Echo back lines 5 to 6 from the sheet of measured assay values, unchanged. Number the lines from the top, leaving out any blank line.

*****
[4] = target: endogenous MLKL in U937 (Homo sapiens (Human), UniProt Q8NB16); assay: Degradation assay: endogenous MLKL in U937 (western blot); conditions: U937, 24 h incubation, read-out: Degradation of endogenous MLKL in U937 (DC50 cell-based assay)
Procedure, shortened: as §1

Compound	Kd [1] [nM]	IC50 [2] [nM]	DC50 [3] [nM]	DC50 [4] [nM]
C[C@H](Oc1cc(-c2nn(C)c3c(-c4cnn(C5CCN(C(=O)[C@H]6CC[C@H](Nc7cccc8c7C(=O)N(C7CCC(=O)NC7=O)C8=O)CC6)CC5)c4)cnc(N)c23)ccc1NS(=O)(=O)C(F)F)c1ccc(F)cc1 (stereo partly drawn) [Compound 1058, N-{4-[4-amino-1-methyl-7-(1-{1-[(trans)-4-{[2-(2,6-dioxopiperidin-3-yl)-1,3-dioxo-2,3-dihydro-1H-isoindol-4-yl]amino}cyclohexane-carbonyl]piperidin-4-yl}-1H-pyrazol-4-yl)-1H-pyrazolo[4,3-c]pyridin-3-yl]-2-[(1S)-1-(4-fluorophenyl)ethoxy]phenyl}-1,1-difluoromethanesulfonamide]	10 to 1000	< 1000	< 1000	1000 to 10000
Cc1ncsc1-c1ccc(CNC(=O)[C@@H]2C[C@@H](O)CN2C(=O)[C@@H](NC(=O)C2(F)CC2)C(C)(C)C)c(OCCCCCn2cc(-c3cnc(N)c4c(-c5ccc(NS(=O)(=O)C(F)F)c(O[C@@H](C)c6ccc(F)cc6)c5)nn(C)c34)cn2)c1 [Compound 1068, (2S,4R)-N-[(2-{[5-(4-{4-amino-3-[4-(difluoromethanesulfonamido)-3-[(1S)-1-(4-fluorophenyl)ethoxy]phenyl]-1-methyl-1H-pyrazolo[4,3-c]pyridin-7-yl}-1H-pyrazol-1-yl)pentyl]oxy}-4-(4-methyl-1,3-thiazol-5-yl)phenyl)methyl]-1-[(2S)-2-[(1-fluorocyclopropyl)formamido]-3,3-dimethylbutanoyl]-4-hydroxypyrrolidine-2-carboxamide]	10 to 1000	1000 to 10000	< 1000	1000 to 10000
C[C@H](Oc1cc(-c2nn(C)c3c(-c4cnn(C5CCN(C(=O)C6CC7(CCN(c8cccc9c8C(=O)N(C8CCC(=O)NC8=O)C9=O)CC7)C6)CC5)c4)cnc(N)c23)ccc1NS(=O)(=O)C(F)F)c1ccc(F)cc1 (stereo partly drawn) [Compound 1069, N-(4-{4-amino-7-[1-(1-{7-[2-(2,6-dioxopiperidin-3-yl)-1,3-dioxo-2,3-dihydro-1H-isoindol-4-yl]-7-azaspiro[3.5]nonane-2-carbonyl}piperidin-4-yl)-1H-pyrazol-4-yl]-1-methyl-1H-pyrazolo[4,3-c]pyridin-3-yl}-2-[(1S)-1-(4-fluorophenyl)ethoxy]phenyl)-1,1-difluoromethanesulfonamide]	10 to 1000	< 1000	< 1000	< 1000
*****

Cc1ncsc1-c1ccc(CNC(=O)[C@@H]2C[C@@H](O)CN2C(=O)[C@@H](NC(=O)C2(F)CC2)C(C)(C)C)c(OCCCCCn2cc(-c3cnc(N)c4c(-c5ccc(NS(=O)(=O)C(F)F)c(O[C@@H](C)c6ccc(F)cc6)c5)nn(C)c34)cn2)c1 [Compound 1068, (2S,4R)-N-[(2-{[5-(4-{4-amino-3-[4-(difluoromethanesulfonamido)-3-[(1S)-1-(4-fluorophenyl)ethoxy]phenyl]-1-methyl-1H-pyrazolo[4,3-c]pyridin-7-yl}-1H-pyrazol-1-yl)pentyl]oxy}-4-(4-methyl-1,3-thiazol-5-yl)phenyl)methyl]-1-[(2S)-2-[(1-fluorocyclopropyl)formamido]-3,3-dimethylbutanoyl]-4-hydroxypyrrolidine-2-carboxamide]	10 to 1000	1000 to 10000	< 1000	1000 to 10000
C[C@H](Oc1cc(-c2nn(C)c3c(-c4cnn(C5CCN(C(=O)C6CC7(CCN(c8cccc9c8C(=O)N(C8CCC(=O)NC8=O)C9=O)CC7)C6)CC5)c4)cnc(N)c23)ccc1NS(=O)(=O)C(F)F)c1ccc(F)cc1 (stereo partly drawn) [Compound 1069, N-(4-{4-amino-7-[1-(1-{7-[2-(2,6-dioxopiperidin-3-yl)-1,3-dioxo-2,3-dihydro-1H-isoindol-4-yl]-7-azaspiro[3.5]nonane-2-carbonyl}piperidin-4-yl)-1H-pyrazol-4-yl]-1-methyl-1H-pyrazolo[4,3-c]pyridin-3-yl}-2-[(1S)-1-(4-fluorophenyl)ethoxy]phenyl)-1,1-difluoromethanesulfonamide]	10 to 1000	< 1000	< 1000	< 1000